Our charter sells that too (the scores, performance, and has a wait list) but, the charter chain is controversial in our state and the school had that issue with the former principle so that may be why they are so "well-behaved" now. I don't think the principle/score thing ended up in court, I think the parents just complained to the state. I appreciate that getting a school to follow laws regarding special needs can be a huge fight that a parent may not to wage, but sometimes a school's attitude changes when faced with a knowledgeable parent who stands up to them.

 

I would alter the pants and pursue a 504 -- she may still need it for a uniform accommodation if the pants don't fit the code and I would spell out how any future accidents would be handled.

 


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#20 of 26 Old 10-06-2011, 09:37 AM
 
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I would definitely get a letter from your ped and then schedule a conference with teacher and principal to resolve the issue and make sure that everyone understands this is a medical issue, not just "an accident".  And to request they not put words in your mouth (e.g. telling your daughter you would be mad).  Get the modification that she will get help when requested (outside of the bathroom) in writing and make sure it is filed with the office. 

 

As a practical matter though, you may also want to find some better uniform options for her.  Depending on what the actual uniform code is, Lands End has elastic waist/pull on pants that have a fake button and fly on the front which might be idea.  They also have a knit pull-on skort.  If there is a dress or jumper option -- maybe that and a pair of bike shorts underneath would be easier for her?  Or snaps rather than a button (that might be easier for her to do.)  Many of us here have dealt with uniform issues, so if you post what the code is and what restrictions there are (e.g. if it snows then you might not want a skirt!)and I'll bet we could come up with lots of suggestions.

 



thumb.gif

 

In addition, I would detail the entire situation--the incidents, what they'd told you beforehand about helping her, their comments after the incidents, everything else that's relevant--in a letter.  Send the letter to them and request a meeting with the principal and the teacher involved to discuss your concerns.  Also bring the letter from your pediatrician that explains your daughter's difficulties.  IMO, the way they handled this situation is deplorable.  I would be outraged if I were you, and they need to answer for what they've done as well as reassure you that, if this happens again, they will deal with it much more appropriately.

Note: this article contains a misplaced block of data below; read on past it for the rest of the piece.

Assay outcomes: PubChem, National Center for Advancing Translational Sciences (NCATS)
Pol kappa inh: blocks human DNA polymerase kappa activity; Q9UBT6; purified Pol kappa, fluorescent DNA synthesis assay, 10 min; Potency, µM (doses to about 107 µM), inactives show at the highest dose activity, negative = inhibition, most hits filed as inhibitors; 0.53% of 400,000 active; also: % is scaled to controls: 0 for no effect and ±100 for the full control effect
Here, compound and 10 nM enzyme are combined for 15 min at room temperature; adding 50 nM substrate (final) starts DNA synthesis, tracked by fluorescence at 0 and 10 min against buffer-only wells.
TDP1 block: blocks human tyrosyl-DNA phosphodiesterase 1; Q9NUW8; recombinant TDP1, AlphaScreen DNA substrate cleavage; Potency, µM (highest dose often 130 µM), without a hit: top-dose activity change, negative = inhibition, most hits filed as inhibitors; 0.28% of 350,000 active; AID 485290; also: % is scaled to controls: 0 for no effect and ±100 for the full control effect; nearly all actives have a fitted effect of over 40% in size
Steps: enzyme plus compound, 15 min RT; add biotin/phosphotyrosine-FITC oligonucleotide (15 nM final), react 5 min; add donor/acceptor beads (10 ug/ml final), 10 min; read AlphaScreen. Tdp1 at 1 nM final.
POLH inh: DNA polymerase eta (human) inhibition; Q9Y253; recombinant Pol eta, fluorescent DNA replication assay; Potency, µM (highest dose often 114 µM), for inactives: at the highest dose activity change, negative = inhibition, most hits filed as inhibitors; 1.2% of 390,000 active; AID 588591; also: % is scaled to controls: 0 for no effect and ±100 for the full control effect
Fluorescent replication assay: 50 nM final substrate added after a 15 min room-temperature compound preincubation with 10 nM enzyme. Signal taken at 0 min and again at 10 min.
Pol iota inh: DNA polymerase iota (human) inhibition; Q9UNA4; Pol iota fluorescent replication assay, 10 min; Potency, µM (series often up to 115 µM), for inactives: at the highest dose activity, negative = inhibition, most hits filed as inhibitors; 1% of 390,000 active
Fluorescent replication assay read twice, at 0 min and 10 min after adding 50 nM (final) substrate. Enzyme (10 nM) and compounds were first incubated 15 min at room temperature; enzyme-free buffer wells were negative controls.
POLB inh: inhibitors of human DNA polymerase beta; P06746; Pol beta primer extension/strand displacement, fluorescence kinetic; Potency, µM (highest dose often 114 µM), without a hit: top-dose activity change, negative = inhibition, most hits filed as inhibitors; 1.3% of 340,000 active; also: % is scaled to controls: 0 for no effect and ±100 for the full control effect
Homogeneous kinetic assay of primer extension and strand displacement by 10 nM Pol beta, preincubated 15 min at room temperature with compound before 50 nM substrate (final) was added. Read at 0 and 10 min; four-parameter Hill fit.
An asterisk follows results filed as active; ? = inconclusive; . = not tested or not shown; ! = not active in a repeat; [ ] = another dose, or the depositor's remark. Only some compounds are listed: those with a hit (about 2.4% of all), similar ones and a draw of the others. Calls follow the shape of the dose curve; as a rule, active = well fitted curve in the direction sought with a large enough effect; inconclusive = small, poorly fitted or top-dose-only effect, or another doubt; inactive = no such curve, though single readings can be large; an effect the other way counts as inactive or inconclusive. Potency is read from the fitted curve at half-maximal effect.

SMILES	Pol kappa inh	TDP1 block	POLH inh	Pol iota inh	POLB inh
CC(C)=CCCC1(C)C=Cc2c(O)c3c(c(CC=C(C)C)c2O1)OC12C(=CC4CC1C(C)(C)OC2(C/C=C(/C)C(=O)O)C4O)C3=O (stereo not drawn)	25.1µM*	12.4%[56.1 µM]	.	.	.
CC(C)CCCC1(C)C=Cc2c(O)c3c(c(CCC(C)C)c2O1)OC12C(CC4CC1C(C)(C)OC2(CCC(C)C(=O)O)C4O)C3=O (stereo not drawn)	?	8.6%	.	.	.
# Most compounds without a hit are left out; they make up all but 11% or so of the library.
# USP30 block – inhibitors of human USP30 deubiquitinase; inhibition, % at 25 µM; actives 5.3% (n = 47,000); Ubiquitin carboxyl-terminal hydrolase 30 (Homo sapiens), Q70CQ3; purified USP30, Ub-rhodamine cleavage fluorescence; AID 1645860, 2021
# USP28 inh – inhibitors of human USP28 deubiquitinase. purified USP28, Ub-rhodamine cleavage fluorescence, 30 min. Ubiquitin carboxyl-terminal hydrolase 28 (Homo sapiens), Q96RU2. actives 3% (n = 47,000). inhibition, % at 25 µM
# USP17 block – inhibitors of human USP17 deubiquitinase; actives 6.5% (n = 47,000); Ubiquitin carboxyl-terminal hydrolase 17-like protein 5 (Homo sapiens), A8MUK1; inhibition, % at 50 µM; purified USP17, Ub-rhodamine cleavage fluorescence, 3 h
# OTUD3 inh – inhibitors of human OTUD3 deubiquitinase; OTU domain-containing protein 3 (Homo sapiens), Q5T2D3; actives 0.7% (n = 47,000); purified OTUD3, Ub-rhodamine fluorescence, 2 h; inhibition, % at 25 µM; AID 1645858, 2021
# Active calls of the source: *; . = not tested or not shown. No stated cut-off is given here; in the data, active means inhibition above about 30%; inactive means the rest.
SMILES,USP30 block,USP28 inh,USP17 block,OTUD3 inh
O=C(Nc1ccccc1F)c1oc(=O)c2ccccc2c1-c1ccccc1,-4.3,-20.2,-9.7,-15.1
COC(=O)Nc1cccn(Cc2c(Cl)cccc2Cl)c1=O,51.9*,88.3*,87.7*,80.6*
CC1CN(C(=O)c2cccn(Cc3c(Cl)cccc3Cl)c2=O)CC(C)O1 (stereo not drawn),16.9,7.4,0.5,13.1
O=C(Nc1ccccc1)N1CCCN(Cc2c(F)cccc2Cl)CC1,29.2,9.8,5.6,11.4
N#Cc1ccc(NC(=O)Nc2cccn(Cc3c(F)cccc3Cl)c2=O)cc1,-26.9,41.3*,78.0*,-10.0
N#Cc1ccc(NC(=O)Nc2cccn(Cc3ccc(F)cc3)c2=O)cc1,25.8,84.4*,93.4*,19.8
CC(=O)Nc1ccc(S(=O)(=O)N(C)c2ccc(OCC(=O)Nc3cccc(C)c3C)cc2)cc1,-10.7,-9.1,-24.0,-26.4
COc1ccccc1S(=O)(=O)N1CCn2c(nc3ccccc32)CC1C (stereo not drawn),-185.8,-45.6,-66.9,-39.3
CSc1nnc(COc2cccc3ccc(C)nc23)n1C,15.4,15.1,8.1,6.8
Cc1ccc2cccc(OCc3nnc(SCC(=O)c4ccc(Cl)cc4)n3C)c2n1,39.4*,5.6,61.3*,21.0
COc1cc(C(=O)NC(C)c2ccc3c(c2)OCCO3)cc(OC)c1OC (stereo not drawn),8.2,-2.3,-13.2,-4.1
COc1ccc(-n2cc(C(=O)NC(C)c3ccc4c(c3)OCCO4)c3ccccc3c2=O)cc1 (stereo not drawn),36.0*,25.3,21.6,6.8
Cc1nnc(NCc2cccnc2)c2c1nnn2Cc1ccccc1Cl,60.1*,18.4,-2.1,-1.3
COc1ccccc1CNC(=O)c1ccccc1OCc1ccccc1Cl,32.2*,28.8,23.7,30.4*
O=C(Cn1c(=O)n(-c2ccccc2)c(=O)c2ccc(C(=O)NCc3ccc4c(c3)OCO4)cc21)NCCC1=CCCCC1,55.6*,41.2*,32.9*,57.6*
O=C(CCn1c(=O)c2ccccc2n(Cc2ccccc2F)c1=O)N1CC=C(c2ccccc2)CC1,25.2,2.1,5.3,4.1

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#21 of 26 Old 10-06-2011, 09:56 AM
 
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the suggestions have all been great that you are getting but I would not give them a 3rd change at this----to think that the principle has nothing better to do than to be waiting for your sister------that blows my mind----this is a kindy student and the principle has to wait & be rude to your sister-given that, I would not trust the education is forefront at this school--this is simply uncalled for and awful 

 

accidents happen at not just the K grade- and this is how they address it?

 

I don't know how your state is running charter schools but mine has closed down some (for various reasons) I would make sure a complaint in on file in the event this happens to another student 


 

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#22 of 26 Old 10-06-2011, 08:45 PM
 
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My daughter also has low hand strength.  She can manipulate buttons, but not on herself.  I had a thread this summer where I was looking for pull on pants so if you search under my old posts, you should find it.  My favorite so far is a pull on skirt from Land's End - it's a heavy knit with shorts built in.  She can wear tights or leggins under it in the winter (it doesn't get very cold here).  There are also pull on pants and shorts at amazon and I think LL Bean as well.

 

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#23 of 26 Old 10-06-2011, 09:57 PM
 
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-to think that the principle has nothing better to do than to be waiting for your sister------that blows my mind----this is a kindy student and the principle has to wait & be rude to your sister-given that, I would not trust the education is forefront at this school--this is simply uncalled for and awful 

 


I agree with this. There are ways around the pants issues, but I would have issues trusting them with my child again because they sound like loons.

 

Unless you love, love, love everything else about this school, you might want to look at your other options, including regular public schools. One of my friends just wasted 3 years of her and her DD's life screwing around with charter schools. This year she finally gave up and enrolled her DD in regular public school and they are finally having a good year where her DD is treated like an individual. (Her DD has very, very mild special needs and needs to be in pullouts a couple of times a week).

 

Different things work for different kids, but from what I've seen, the assumption that charters are better than regular schools is unfounded.

 

(I'm sure there are so wonderful charters that work great for some kids)